Displaying items by tag: fracture

Wednesday, 22 May 2019 12:09

Stress Fractures May Signal Osteoporosis

Osteoporosis causes a bone fracture in one out of every two women and one out of every four men over the age of 50. Since May is National Osteoporosis Month, we at Superior Foot & Ankle Care Center think this is a good time to talk about this disease, which can have a big impact on the health of your feet.

Although stress fractures can occur due to trauma, accidents or overuse from an exercise or sport, they can also be the sign of weak bones.

What Causes Osteoporosis

Osteoporosis occurs when you lose too much bone, make too little bone or both. Many patients don’t realize that bone is living tissue that is constantly being torn down and built up. There are many conditions and factors that can result in loss of bone strength. These include:

  • Age—your risk increases over the age of 50
  • Sex—women have a higher risk, particularly post-menopausal women
  • Ethnicity—Latinos, Asian Americans and African Americans are more at risk
  • Disease—osteoporosis is often associated with other disease, such as diabetes, lupus and rheumatoid arthritis
  • Family history of osteoporosis

If you are experiencing symptoms such as pain, tenderness, swelling, bruising or difficulty bearing weight on the affected foot, it’s important that you not put off getting these symptoms evaluated. Make an appointment at our Long Beach office so that our podiatrists, Dr. Victoria M. Foley or Dr. Constance Ornelas can examine your foot and diagnose the problem and its cause. The foot doctor can help determine your personal risk for osteoporosis and whether or not bone density or other tests should be ordered at this time.

Making Choices for Healthy Bones

Fortunately, there are many ways you can help increase bone strength and lower your risk for fractures, such as:

  • Get enough calcium—know how much you should be getting each day and increase your intake of s of yogurt, milk, cheese, leafy greens and other foods that are high in this nutrient. Be sure to also get adequate amounts of vitamin D as this is essential for body to absorb calcium properly.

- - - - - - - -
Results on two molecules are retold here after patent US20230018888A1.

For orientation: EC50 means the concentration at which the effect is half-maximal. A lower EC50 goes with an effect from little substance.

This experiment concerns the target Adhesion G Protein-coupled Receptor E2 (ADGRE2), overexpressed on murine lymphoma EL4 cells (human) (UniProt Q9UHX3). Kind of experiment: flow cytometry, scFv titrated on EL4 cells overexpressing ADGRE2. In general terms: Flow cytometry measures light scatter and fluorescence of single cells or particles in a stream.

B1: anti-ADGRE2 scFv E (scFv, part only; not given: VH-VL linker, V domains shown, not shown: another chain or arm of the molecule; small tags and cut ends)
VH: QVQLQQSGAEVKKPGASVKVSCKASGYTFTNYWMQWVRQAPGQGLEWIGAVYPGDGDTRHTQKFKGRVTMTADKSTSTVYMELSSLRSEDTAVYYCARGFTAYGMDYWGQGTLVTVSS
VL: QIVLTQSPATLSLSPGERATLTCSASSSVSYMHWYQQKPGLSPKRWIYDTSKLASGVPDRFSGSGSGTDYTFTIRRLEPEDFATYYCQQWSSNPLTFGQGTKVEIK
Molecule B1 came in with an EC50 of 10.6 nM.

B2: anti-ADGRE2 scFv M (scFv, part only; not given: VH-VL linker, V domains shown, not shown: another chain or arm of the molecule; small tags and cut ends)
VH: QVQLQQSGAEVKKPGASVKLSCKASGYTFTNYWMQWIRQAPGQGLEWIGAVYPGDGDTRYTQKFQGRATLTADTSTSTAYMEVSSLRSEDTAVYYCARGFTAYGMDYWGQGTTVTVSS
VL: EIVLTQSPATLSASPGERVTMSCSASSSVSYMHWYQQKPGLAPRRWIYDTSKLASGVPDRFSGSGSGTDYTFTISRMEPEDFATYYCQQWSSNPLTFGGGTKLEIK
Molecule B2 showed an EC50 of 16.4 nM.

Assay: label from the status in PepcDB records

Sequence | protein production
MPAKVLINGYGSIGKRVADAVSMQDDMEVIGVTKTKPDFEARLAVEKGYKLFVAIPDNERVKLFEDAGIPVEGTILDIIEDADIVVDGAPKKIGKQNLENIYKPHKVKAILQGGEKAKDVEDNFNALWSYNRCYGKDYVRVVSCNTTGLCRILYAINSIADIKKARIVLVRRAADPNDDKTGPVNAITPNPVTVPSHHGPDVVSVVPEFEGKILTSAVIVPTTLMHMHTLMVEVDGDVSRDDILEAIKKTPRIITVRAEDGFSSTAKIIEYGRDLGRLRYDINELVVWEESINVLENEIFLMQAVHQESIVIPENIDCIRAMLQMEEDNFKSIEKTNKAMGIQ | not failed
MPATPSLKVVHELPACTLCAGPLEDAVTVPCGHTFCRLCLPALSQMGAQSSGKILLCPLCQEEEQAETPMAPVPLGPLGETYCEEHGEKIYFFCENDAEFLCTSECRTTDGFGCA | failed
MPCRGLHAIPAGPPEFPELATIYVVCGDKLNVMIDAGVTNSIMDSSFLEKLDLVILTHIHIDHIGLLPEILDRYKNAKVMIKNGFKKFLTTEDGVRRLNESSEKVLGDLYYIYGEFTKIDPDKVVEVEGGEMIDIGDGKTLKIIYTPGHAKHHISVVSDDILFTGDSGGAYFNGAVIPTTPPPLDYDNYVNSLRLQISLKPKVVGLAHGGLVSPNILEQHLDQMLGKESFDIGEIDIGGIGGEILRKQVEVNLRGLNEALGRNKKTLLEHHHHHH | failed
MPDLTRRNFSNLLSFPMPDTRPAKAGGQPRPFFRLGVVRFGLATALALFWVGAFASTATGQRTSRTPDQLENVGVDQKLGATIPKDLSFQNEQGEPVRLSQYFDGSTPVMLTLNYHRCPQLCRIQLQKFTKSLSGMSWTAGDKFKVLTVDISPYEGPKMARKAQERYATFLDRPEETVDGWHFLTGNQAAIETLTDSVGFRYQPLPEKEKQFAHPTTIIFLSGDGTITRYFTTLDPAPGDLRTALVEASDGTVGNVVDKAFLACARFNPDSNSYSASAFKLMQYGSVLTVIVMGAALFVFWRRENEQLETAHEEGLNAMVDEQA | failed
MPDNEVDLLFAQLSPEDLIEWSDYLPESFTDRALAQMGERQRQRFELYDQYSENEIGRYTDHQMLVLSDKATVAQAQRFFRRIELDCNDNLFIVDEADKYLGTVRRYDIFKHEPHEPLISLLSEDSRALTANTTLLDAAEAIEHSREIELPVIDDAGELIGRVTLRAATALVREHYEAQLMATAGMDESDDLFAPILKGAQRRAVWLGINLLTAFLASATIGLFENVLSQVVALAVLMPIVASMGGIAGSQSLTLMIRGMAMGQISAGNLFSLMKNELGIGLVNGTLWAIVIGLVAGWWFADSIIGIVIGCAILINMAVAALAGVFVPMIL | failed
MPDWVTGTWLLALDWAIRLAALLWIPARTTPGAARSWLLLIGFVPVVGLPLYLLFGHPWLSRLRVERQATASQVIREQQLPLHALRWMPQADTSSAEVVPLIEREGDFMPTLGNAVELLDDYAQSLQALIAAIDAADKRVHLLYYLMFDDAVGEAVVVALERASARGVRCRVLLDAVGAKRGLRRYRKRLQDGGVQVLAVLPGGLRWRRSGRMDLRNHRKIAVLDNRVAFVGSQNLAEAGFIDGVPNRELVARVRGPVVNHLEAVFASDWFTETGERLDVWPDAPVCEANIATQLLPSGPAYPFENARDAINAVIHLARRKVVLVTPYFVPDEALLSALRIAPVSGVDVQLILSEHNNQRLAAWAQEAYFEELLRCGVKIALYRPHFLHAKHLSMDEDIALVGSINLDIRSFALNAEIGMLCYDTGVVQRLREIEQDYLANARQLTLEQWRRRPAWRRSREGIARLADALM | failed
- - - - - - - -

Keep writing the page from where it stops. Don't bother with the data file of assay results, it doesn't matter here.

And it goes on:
• Exercise regularly—weight-bearing and muscle strengthening build stronger bones. In general, being active can reduce your risk for decreased bone strength.
  • Don’t smoke.
  • Fall-proof your home inside and out.

Being educated is your best defense against osteoporosis. Have more questions? Contact us at: (562) 420-9800.

Published in Arthritis
Wednesday, 12 September 2018 18:44

Are You Plagued by Weak Ankles?

Do you constantly feel like your ankle is going to “give out?” Does walking on uneven surfaces, in high heels or stepping off a curb frequently cause your ankle to turn? If so, you may be suffering from chronic ankle instability, a condition that we at Superior Foot & Ankle Care Center know many patients find very frustrating.

Causes of Wobbly Ankles

In nearly all cases, at the root of a weak ankle condition is a previous ankle injury or problem. Common sources include:

  • One or more ankle sprains
  • Scar tissue formation following a sprain
  • Fracture in the ankle joint bones
  • Arthritis or other inflammatory condition of the ankle joint, tendons or joint lining
  • Nerve damage in the ankle area, such as stretching, tearing or pinching of the ankle nerves

Sometimes patients fail to complete the full course of rehabilitation for an ankle injury. Physical therapy and other treatments are geared toward healing the overstretched ankle ligaments and also strengthening the muscles that surround the ankle. When the pain stops, that’s when a patient stops therapy. Unfortunately, that doesn’t mean the ankle is fully healed. Going back to normal activities can lead to another sprain because the ankle is still weak. The more injuries, the weaker the ankle becomes.

Breaking the Cycle

The first step is getting your ankles evaluated. Our podiatrists, Dr. Victoria Foley or Dr. Constance Omelas will examine your ankles and feet. The foot doctor will also ask questions about previous injuries, your medical history and recent activities. Digital x-rays (which can be done right in our Long Beach office) and/or other imaging studies may also be ordered to help get a clear picture of the condition of the ankle bones and joints.

Depending on the cause and extent of the ankle damage, a treatment plan will be developed which may include:

  • Anti-inflammatory or steroidal medications prescribed on a temporary basis to decrease swelling
  • Ankle braces or supports
  • Immobilizing the ankle area if there is a fracture that needs to heal
  • Physical therapy to strengthen and improve range of motion for ankle muscles

If you have weak ankles, don’t wait to get treatment. Contact us today by calling (562) 420-9800.

Published in Ankle Care

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